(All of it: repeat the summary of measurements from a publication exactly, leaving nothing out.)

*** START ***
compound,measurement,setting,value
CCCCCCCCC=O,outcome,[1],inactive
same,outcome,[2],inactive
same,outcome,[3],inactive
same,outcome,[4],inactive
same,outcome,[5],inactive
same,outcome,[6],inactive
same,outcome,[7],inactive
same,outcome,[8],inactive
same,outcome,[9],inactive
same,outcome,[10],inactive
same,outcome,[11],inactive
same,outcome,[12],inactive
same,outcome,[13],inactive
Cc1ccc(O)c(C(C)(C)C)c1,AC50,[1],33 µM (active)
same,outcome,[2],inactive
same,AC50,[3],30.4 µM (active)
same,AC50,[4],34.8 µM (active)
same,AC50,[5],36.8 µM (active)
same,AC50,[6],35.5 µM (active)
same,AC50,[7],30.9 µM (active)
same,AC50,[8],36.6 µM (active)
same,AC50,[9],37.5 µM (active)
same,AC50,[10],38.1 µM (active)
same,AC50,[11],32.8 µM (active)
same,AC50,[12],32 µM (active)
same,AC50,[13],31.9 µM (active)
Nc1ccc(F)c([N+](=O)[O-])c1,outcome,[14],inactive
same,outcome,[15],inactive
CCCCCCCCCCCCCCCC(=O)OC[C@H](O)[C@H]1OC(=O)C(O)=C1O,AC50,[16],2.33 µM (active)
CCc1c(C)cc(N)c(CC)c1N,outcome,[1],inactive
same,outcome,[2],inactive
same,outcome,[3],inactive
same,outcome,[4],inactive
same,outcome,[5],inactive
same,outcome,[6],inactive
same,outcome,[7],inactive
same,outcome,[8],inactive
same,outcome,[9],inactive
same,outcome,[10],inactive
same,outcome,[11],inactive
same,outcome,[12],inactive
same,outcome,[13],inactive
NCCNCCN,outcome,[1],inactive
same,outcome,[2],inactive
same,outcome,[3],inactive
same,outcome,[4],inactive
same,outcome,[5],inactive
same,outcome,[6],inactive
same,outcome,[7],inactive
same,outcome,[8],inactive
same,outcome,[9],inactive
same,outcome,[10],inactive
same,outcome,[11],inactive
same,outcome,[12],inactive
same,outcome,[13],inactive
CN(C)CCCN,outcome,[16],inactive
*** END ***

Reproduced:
compound,measurement,setting,value
CCCCCCCCC=O,outcome,[1],inactive
same,outcome,[2],inactive
same,outcome,[3],inactive
same,outcome,[4],inactive
same,outcome,[5],inactive
same,outcome,[6],inactive
same,outcome,[7],inactive
same,outcome,[8],inactive
same,outcome,[9],inactive
same,outcome,[10],inactive
same,outcome,[11],inactive
same,outcome,[12],inactive
same,outcome,[13],inactive
Cc1ccc(O)c(C(C)(C)C)c1,AC50,[1],33 µM (active)
same,outcome,[2],inactive
same,AC50,[3],30.4 µM (active)
same,AC50,[4],34.8 µM (active)
same,AC50,[5],36.8 µM (active)
same,AC50,[6],35.5 µM (active)
same,AC50,[7],30.9 µM (active)
same,AC50,[8],36.6 µM (active)
same,AC50,[9],37.5 µM (active)
same,AC50,[10],38.1 µM (active)
same,AC50,[11],32.8 µM (active)
same,AC50,[12],32 µM (active)
same,AC50,[13],31.9 µM (active)
Nc1ccc(F)c([N+](=O)[O-])c1,outcome,[14],inactive
same,outcome,[15],inactive
CCCCCCCCCCCCCCCC(=O)OC[C@H](O)[C@H]1OC(=O)C(O)=C1O,AC50,[16],2.33 µM (active)
CCc1c(C)cc(N)c(CC)c1N,outcome,[1],inactive
same,outcome,[2],inactive
same,outcome,[3],inactive
same,outcome,[4],inactive
same,outcome,[5],inactive
same,outcome,[6],inactive
same,outcome,[7],inactive
same,outcome,[8],inactive
same,outcome,[9],inactive
same,outcome,[10],inactive
same,outcome,[11],inactive
same,outcome,[12],inactive
same,outcome,[13],inactive
NCCNCCN,outcome,[1],inactive
same,outcome,[2],inactive
same,outcome,[3],inactive
same,outcome,[4],inactive
same,outcome,[5],inactive
same,outcome,[6],inactive
same,outcome,[7],inactive
same,outcome,[8],inactive
same,outcome,[9],inactive
same,outcome,[10],inactive
same,outcome,[11],inactive
same,outcome,[12],inactive
same,outcome,[13],inactive
CN(C)CCCN,outcome,[16],inactive